Eurocement changed owners this week when Sberbank took control of the company’s parent organisation. Due to a ‘difficult financial situation’ the state-owned bank said it had consolidated 100% of the shares of Eurocement’s parent company GFI Investment Limited. It’s uncertain quite how difficult this situation is but in 2016 the cement producer owed the bank Euro700m. Local media agency RosBiznesConsulting (RBC) reported in September 2020 that the ‘problem borrower’ that had caused a record increase in overdue debt at Sberbank in July 2020 was none other than Eurocement. Whilst Sberbank has said so far that it does not have operational control of the group, it is seeking a strategic investor for the asset.
This is a major story given that Eurocement is Russia’s largest cement producer and it operates 19 cement plants Russia, Ukraine and Uzbekistan. It said it produced 16.5Mt of cement domestically in 2019 but this compares to a production capacity of around 50Mt/yr suggesting a considerably low utilisation rate of just one third! The producer has embarked on a modernisation programme in recent years but many of its plants are old and use wet-process production lines.
2019 finally saw the Russian cement market turn around following decline since 2015. Unfortunately, CM Pro reports that cement production in Russia as a whole fell by 5% year-on-year to 25.1Mt in the first half of 2020. Cement shipments fell by a similar rate. This trend appears to have carried on through July and August 2020. Cement consumption has fallen fairly uniformly in most regions with the exception of the Northwestern Federal District, which has seen a modest increase. In the middle of the year, Soyuzcement - the Union of Russian Cement Producers, was expecting wildly different scenarios ranging from falls of up to 10% in a negative situation to rebound of up to 3% in a positive one. It was pinning its hopes on government support for the construction industry in various ways. With the trend to August 2020, record breaking numbers of new coronavirus cases in early November 2020 and the onset of winter, it seems unlikely that Soyuzcement’s positive thinking will come to pass.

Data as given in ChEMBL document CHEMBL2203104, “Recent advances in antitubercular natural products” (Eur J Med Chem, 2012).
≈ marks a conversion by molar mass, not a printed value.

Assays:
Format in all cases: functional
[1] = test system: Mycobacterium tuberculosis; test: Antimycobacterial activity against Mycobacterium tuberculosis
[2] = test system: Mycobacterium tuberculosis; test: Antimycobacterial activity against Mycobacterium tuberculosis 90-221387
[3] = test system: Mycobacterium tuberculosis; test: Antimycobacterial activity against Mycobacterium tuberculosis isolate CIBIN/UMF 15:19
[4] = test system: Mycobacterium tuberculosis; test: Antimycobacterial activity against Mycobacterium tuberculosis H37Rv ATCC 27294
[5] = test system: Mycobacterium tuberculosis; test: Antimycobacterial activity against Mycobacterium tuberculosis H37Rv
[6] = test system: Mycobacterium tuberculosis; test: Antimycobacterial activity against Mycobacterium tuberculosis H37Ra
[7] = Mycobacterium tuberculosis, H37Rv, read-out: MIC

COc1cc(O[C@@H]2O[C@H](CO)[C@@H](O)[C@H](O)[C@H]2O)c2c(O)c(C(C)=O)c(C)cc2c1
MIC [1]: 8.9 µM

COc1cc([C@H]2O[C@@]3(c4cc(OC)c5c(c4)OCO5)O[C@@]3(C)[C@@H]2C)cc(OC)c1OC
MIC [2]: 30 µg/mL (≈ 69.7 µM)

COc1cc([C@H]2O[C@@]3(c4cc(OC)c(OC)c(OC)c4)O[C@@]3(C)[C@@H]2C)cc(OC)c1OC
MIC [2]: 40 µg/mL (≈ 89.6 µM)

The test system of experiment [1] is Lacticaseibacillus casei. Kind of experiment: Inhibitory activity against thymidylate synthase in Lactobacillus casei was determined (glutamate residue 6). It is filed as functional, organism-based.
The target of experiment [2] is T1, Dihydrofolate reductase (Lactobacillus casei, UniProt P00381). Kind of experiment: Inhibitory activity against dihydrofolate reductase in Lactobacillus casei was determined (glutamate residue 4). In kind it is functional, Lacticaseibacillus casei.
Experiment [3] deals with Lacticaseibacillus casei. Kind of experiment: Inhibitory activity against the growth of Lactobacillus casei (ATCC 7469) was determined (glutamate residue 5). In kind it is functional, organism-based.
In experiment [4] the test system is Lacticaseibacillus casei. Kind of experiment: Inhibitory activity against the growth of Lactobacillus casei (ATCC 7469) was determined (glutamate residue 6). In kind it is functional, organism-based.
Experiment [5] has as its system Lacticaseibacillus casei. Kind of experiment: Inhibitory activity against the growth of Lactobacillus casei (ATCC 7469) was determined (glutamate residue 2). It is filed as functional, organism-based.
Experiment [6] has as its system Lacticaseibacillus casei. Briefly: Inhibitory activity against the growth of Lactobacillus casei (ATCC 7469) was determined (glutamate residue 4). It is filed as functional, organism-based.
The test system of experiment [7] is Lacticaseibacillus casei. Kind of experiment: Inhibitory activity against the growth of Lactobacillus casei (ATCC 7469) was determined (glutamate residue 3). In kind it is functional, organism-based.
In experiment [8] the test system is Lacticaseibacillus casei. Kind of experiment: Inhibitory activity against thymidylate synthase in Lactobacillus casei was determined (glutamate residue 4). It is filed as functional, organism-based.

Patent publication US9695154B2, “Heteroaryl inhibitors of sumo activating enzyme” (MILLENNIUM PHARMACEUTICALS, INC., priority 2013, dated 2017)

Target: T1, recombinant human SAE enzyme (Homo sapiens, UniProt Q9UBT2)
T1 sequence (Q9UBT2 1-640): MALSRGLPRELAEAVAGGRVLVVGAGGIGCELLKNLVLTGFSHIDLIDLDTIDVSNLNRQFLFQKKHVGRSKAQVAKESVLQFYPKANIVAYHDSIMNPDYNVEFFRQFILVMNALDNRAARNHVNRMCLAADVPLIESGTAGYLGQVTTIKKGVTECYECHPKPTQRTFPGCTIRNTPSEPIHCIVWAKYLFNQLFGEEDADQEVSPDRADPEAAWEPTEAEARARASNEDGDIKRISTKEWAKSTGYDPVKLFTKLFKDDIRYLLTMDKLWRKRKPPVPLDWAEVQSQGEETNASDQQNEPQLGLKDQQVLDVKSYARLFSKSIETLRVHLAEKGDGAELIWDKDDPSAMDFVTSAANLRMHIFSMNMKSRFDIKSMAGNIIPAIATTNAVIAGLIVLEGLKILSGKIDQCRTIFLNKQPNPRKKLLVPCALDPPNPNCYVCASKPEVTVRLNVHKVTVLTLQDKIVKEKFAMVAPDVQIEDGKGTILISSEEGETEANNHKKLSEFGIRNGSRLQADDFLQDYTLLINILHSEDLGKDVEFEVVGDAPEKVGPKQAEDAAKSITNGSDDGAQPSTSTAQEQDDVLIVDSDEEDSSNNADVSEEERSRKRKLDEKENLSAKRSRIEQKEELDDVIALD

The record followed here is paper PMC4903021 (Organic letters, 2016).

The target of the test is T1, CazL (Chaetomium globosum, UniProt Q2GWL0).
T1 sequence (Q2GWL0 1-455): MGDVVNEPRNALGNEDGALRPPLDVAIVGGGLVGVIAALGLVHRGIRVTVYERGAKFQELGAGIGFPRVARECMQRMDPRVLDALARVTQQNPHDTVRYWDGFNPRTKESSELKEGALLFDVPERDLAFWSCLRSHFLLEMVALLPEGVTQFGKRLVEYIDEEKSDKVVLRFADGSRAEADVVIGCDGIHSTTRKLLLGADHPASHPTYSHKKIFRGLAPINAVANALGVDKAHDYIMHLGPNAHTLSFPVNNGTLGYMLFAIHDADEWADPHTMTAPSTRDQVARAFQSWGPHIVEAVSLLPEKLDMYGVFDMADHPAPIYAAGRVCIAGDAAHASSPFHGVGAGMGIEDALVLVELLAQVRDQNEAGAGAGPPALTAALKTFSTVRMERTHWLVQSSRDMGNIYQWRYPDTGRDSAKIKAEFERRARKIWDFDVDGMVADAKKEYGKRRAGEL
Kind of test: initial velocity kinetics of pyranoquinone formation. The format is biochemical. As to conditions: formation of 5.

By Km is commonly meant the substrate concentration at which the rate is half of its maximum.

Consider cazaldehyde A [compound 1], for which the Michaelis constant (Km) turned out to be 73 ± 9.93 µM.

With this in mind who might want to buy into Eurocement? No doubt various private equity firms and local producers are watching the oil price carefully while they plan their next move. Internationally, LafargeHolcim seems the obvious western multinational contender with a presence in the country. Yet it seems unlikely it would want to take the risk, following its departure from certain regions like South-East Asia in recent years and persistent rumours about other divestment targets. HeidelbergCement’s balance sheet, credit lines and appetite for risk might not yet withstand a major investment in Russia. Buzzi Unicem has actually been expanding recently with an acquisition in Brazil but whether it’s prepared to bet on another market disrupted by coronavirus is unknown. China National Building Materials Group Corporation (CNBM) was reportedly planning on becoming a shareholder of Eurocement Group in 2016 but this may have just been bluster surrounding geopolitical links between Russia and China, and general cooperation between the companies on upgrading Eurocement’s old production lines. However, Russia is the next location in China’s Belt and Road initiative so it’s not ridiculous. Whoever steps up can expect the Russian government to take a keen interest, depending on how much control Sberbank wants to offer up of Eurocement. The story continues.